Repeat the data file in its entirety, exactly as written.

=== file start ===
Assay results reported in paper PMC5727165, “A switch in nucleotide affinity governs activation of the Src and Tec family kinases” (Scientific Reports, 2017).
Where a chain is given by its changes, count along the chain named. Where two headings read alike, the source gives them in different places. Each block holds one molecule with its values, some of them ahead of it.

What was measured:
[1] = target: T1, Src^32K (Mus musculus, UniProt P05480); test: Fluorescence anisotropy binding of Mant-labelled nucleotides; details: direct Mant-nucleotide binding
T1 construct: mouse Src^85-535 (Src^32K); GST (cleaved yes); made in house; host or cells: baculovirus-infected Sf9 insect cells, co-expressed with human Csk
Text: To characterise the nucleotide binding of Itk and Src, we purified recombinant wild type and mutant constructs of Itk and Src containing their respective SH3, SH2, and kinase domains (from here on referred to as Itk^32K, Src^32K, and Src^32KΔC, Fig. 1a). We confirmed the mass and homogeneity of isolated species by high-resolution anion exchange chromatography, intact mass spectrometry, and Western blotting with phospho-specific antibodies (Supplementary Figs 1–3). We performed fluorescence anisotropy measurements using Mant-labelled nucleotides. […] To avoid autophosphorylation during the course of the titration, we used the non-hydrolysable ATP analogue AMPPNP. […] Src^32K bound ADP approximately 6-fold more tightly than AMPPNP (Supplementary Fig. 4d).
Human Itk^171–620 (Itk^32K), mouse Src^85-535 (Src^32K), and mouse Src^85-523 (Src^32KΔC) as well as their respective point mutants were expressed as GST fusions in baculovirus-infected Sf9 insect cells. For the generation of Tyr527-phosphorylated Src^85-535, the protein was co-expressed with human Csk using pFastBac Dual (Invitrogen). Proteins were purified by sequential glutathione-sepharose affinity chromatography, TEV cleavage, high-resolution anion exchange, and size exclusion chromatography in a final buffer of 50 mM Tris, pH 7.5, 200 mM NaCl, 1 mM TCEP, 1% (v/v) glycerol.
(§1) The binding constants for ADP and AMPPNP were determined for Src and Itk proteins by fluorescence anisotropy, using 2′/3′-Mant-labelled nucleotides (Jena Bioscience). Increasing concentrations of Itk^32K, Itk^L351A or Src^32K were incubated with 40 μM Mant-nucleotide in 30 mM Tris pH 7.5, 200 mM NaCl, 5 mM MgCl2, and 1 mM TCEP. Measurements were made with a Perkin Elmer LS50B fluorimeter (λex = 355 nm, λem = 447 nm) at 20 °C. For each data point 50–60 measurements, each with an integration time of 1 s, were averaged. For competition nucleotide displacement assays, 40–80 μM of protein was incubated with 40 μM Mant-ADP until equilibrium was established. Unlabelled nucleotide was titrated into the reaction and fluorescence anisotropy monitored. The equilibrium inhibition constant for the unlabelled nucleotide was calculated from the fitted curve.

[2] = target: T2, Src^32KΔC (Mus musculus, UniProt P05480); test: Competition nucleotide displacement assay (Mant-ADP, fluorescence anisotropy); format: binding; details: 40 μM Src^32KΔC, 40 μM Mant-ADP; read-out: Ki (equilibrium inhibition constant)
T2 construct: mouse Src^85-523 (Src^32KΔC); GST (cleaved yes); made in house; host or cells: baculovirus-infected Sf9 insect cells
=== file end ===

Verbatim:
Assay results reported in paper PMC5727165, “A switch in nucleotide affinity governs activation of the Src and Tec family kinases” (Scientific Reports, 2017).
Where a chain is given by its changes, count along the chain named. Where two headings read alike, the source gives them in different places. Each block holds one molecule with its values, some of them ahead of it.

What was measured:
[1] = target: T1, Src^32K (Mus musculus, UniProt P05480); test: Fluorescence anisotropy binding of Mant-labelled nucleotides; details: direct Mant-nucleotide binding
T1 construct: mouse Src^85-535 (Src^32K); GST (cleaved yes); made in house; host or cells: baculovirus-infected Sf9 insect cells, co-expressed with human Csk
Text: To characterise the nucleotide binding of Itk and Src, we purified recombinant wild type and mutant constructs of Itk and Src containing their respective SH3, SH2, and kinase domains (from here on referred to as Itk^32K, Src^32K, and Src^32KΔC, Fig. 1a). We confirmed the mass and homogeneity of isolated species by high-resolution anion exchange chromatography, intact mass spectrometry, and Western blotting with phospho-specific antibodies (Supplementary Figs 1–3). We performed fluorescence anisotropy measurements using Mant-labelled nucleotides. […] To avoid autophosphorylation during the course of the titration, we used the non-hydrolysable ATP analogue AMPPNP. […] Src^32K bound ADP approximately 6-fold more tightly than AMPPNP (Supplementary Fig. 4d).
Human Itk^171–620 (Itk^32K), mouse Src^85-535 (Src^32K), and mouse Src^85-523 (Src^32KΔC) as well as their respective point mutants were expressed as GST fusions in baculovirus-infected Sf9 insect cells. For the generation of Tyr527-phosphorylated Src^85-535, the protein was co-expressed with human Csk using pFastBac Dual (Invitrogen). Proteins were purified by sequential glutathione-sepharose affinity chromatography, TEV cleavage, high-resolution anion exchange, and size exclusion chromatography in a final buffer of 50 mM Tris, pH 7.5, 200 mM NaCl, 1 mM TCEP, 1% (v/v) glycerol.
(§1) The binding constants for ADP and AMPPNP were determined for Src and Itk proteins by fluorescence anisotropy, using 2′/3′-Mant-labelled nucleotides (Jena Bioscience). Increasing concentrations of Itk^32K, Itk^L351A or Src^32K were incubated with 40 μM Mant-nucleotide in 30 mM Tris pH 7.5, 200 mM NaCl, 5 mM MgCl2, and 1 mM TCEP. Measurements were made with a Perkin Elmer LS50B fluorimeter (λex = 355 nm, λem = 447 nm) at 20 °C. For each data point 50–60 measurements, each with an integration time of 1 s, were averaged. For competition nucleotide displacement assays, 40–80 μM of protein was incubated with 40 μM Mant-ADP until equilibrium was established. Unlabelled nucleotide was titrated into the reaction and fluorescence anisotropy monitored. The equilibrium inhibition constant for the unlabelled nucleotide was calculated from the fitted curve.

[2] = target: T2, Src^32KΔC (Mus musculus, UniProt P05480); test: Competition nucleotide displacement assay (Mant-ADP, fluorescence anisotropy); format: binding; details: 40 μM Src^32KΔC, 40 μM Mant-ADP; read-out: Ki (equilibrium inhibition constant)
T2 construct: mouse Src^85-523 (Src^32KΔC); GST (cleaved yes); made in house; host or cells: baculovirus-infected Sf9 insect cells